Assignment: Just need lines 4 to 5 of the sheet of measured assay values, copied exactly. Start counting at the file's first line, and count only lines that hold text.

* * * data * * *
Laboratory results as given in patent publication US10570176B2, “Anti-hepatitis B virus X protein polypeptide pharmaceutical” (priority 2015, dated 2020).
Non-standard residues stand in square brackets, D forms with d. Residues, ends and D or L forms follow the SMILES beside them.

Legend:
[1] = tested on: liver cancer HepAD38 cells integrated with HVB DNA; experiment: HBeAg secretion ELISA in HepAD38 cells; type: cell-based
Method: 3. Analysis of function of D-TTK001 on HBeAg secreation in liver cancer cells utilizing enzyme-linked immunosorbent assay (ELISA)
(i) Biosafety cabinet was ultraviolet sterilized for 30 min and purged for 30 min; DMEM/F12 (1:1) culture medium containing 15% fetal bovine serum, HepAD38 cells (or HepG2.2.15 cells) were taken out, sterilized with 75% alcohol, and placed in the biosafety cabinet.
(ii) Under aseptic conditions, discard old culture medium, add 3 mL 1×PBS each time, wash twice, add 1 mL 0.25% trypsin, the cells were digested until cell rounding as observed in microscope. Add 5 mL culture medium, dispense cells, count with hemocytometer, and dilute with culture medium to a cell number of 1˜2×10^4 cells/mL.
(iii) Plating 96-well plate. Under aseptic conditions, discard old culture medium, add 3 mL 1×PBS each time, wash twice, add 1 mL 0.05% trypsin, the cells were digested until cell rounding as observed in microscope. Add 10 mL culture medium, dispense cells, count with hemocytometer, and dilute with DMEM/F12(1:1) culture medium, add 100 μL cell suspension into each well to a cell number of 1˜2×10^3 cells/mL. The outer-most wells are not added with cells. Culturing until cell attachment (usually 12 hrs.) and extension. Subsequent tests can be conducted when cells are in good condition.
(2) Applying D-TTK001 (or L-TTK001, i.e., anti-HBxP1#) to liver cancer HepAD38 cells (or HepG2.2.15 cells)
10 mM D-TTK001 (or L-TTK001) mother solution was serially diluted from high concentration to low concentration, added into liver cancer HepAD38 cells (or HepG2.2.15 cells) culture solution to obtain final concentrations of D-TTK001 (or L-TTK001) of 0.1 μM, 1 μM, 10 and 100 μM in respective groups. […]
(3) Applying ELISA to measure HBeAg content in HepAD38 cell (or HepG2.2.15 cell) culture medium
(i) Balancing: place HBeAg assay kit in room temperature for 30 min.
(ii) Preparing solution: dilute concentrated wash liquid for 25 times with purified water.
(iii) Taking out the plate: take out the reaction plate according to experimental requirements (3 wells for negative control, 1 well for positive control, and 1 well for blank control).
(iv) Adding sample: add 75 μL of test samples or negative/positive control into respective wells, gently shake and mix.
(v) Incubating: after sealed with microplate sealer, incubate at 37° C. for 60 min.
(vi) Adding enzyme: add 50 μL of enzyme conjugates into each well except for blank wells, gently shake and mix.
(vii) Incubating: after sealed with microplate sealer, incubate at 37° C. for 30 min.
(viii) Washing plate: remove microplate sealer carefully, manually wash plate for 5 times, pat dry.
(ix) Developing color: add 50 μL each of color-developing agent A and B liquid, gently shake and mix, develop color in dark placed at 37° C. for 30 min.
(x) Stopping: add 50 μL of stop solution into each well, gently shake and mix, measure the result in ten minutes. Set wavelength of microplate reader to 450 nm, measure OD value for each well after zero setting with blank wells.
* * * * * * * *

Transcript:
[1] = tested on: liver cancer HepAD38 cells integrated with HVB DNA; experiment: HBeAg secretion ELISA in HepAD38 cells; type: cell-based
Method: 3. Analysis of function of D-TTK001 on HBeAg secreation in liver cancer cells utilizing enzyme-linked immunosorbent assay (ELISA)